By Heather Jones of hmjoneswriter.com
“Breast is best.”
This was one of the few things I believed adamantly before I had children that I didn’t immediately go back on once my babies arrived and reality hit. I researched everything before I even got pregnant. I knew all of the benefits, I knew what a football hold was, I knew what latch meant, and I knew how to prevent nipple confusion. I knew it all.
I also clung to the statistic that 98% of women are capable of breastfeeding. I was never someone who believed that women who didn’t want to breastfeed should — I still believed it to be a choice that should be respected, but I absolutely believed it was the better choice in almost all situations.
I genuinely believed that if a woman really wanted to make it work, they usually could, and I always felt sad when women cited reasons like low supply or it being painful as reasons they couldn’t breastfeed. I was guilty of thinking, “You didn’t need to quit over that.” I didn’t feel judgmental of them for doing so; at least I didn’t think I was being judgmental. I just felt sad that they lacked the knowledge and support to continue like they said they wanted to. I didn’t see it for what it was – the feeling that they needed to justify themselves to me.
I breastfed both of mine until they were two, and it wasn’t always a walk in the park, but not doing it was not an option for me. It was what was best for them, full stop, and I was going to do it. I didn’t truly get at the time how other people could see it differently.
I still believe breast is best in static conditions, but my attitude towards it has changed dramatically. To everyone I wronged with my assumptions, please accept my apology.
Dear Moms Who Stopped Breastfeeding or Chose Not To,
I’m sorry that I looked at you as if you existed in a vacuum. I’m sorry that I took the 98% statistic literally and didn’t factor in the emotional toll that breastfeeding can take on women. I get why you put your overall well-being before breastfeeding. I think you made a good decision, and I was wrong for thinking otherwise. I’m sorry I didn’t realize that my concerns were a form of judgment.
I’m sorry if I unwittingly contributed to the pressure placed on you to breastfeed. When I had my first child, this was just starting and was occurring in response to the lack of support breastfeeding women were receiving. Women who genuinely wanted to breastfeed were being pressured to stop unnecessarily, and this was borne as a backlash against that pressure. At the time, empowering and educating new breastfeeding moms was important because the hills they faced were higher than those who formula fed.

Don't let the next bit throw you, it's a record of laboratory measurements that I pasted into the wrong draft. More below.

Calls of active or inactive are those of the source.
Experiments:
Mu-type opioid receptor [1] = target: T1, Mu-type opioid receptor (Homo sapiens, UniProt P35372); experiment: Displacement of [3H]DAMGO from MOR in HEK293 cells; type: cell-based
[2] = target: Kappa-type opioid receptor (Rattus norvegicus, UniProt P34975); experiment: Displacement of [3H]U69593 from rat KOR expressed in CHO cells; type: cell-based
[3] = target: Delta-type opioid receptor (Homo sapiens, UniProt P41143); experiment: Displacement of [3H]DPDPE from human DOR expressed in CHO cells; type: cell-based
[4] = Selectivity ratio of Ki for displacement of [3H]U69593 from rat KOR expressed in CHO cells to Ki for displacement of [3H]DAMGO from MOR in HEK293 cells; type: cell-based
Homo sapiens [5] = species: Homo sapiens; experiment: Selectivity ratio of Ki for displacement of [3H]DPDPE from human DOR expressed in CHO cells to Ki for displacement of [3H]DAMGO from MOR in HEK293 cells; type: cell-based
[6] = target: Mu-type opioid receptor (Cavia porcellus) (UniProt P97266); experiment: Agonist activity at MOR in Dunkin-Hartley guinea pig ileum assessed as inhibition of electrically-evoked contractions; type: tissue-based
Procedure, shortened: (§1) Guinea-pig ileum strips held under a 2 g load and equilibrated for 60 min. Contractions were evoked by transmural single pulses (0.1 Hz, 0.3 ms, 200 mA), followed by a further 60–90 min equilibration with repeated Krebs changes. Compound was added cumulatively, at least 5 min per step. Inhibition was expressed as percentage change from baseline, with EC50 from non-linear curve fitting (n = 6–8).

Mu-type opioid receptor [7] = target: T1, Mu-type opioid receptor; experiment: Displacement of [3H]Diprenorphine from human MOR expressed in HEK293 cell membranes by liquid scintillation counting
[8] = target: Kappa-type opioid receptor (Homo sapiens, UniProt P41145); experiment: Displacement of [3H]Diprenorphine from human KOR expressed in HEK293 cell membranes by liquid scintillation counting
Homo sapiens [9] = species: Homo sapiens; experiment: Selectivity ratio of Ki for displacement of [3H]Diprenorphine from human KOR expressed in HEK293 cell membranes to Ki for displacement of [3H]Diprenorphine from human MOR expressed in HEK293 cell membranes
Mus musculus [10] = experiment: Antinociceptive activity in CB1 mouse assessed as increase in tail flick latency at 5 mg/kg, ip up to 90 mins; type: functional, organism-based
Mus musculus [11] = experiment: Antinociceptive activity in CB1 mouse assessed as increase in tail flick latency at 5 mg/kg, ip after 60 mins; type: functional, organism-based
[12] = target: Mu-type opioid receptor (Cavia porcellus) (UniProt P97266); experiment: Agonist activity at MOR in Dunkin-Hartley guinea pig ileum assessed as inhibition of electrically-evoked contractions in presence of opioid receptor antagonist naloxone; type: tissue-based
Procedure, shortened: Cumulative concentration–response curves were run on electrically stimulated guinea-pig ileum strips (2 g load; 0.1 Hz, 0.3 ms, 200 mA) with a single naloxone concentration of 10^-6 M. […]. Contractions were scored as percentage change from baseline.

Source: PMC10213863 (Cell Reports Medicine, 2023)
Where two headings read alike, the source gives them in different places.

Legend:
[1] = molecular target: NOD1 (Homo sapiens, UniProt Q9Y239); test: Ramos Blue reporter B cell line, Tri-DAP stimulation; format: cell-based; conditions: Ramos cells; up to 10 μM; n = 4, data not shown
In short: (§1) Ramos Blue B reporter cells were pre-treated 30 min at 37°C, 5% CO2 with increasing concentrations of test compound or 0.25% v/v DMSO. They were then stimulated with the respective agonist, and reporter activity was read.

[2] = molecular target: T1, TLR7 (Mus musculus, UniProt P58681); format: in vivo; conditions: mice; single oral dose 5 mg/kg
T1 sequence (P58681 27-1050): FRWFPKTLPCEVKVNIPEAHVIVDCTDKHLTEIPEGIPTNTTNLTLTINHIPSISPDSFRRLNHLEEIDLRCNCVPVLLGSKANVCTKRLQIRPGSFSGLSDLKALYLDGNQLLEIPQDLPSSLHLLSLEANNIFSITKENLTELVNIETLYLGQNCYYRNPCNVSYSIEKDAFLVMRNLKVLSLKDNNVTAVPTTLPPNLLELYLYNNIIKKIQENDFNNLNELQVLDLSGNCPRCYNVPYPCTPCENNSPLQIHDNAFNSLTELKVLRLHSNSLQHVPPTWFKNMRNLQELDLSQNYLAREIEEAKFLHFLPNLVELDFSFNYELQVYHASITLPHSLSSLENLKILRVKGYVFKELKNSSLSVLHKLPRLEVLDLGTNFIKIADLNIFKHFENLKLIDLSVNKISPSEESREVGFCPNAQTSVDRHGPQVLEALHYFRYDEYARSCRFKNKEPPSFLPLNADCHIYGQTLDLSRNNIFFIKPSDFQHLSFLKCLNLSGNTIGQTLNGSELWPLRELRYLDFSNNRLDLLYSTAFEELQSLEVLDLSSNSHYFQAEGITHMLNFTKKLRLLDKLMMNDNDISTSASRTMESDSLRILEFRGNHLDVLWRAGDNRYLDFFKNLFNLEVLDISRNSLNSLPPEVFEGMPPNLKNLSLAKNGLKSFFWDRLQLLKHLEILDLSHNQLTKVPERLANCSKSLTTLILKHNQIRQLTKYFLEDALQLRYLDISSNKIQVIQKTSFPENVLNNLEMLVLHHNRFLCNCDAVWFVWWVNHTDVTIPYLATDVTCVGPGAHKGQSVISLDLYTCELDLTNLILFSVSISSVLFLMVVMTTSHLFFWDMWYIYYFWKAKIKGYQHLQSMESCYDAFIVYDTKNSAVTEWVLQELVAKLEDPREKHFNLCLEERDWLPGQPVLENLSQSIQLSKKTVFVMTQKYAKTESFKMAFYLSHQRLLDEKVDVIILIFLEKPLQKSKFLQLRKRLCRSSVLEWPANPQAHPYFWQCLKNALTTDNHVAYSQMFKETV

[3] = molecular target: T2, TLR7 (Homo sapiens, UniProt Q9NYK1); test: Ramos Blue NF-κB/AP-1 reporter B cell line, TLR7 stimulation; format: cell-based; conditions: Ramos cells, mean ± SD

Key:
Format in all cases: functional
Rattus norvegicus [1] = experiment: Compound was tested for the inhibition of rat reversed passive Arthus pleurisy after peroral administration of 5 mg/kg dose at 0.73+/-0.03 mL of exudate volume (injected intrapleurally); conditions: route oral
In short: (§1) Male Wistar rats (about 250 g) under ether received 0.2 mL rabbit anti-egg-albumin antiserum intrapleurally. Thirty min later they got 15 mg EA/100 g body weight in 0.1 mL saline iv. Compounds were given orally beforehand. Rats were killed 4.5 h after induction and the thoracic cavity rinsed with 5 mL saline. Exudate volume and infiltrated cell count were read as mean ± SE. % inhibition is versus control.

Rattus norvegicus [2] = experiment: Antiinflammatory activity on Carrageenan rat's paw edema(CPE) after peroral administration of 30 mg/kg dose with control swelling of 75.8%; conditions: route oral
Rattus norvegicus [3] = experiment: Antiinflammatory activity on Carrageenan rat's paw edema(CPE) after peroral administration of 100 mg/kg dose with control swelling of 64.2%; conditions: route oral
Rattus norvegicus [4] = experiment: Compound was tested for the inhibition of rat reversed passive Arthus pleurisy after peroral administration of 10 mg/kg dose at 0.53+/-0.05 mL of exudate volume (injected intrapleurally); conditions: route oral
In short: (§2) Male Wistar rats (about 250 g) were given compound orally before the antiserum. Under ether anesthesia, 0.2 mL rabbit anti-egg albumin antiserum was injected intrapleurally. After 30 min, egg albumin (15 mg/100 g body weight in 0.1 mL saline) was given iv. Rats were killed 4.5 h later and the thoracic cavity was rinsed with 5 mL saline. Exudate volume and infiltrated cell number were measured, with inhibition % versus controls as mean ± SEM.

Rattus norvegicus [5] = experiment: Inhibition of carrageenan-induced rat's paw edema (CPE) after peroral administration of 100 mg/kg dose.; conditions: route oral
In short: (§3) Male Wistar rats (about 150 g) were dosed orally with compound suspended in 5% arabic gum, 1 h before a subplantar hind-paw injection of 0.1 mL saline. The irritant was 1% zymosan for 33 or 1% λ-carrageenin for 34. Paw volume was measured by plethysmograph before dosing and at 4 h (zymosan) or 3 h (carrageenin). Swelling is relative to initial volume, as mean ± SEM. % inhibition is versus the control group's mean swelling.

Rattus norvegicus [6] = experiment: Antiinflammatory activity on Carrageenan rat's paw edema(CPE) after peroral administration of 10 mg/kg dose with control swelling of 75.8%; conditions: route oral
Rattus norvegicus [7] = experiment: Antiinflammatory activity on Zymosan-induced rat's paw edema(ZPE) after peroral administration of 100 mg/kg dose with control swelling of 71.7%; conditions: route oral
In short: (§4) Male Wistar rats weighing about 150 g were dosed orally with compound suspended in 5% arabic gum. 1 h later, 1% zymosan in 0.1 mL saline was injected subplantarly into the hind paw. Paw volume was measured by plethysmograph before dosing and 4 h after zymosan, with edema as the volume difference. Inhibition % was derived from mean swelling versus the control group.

It went too far. Empowerment and education morphed into pressure and hierarchy. “You can do this, moms!” turned to “You SHOULD do this, moms!” Pressuring a mother to feed her child in any manner is not okay. I didn’t think it was okay then, but I didn’t do enough to speak out against it when I saw it. And my militant pro-breastfeeding stance did not help.
I believe you are doing what is best for your baby. Breastfeeding may have slight advantages scientifically, but that doesn’t mean it is always best for an individual baby or family. I’m sorry I didn’t make that distinction clear enough. There are plenty of things that are objectively best for children that I don’t do. What is best for your baby is having a mom who is parenting the best way she can and is doing what is most comfortable and natural for her. A mom who is breastfeeding because she feels pressured to, and suffering the emotional effects of it, is not necessarily doing what is best for her baby. I’m proud of you for putting your well-being and your family above the pressure.
I’m sorry if you ever felt shame for bottle feeding around me. I never felt differently about you when you did, but I understand how I may have made you feel that way inadvertently.
Most of all, I’m sorry that in my quest to make sure every mom who wanted to breastfeed could, and my attempts to make the benefits of it known, I failed to hear the voices of the people saying it isn’t always the best choice, and it wasn’t the best thing for them. I wish I had listened harder. I’m listening now.
A former lactivist and present-day Do-What’s-Right-For-You advocate.
This post was originally published on The Baby Post.
About the Author
I am a freelance writer and mother of two young boys. I am a regular contributor to online parenting publications such as Yummy Mummy Club and the Savvymom group of sites. I’ve been a featured writer on the CBC, HuffPost, Ravishly, and others.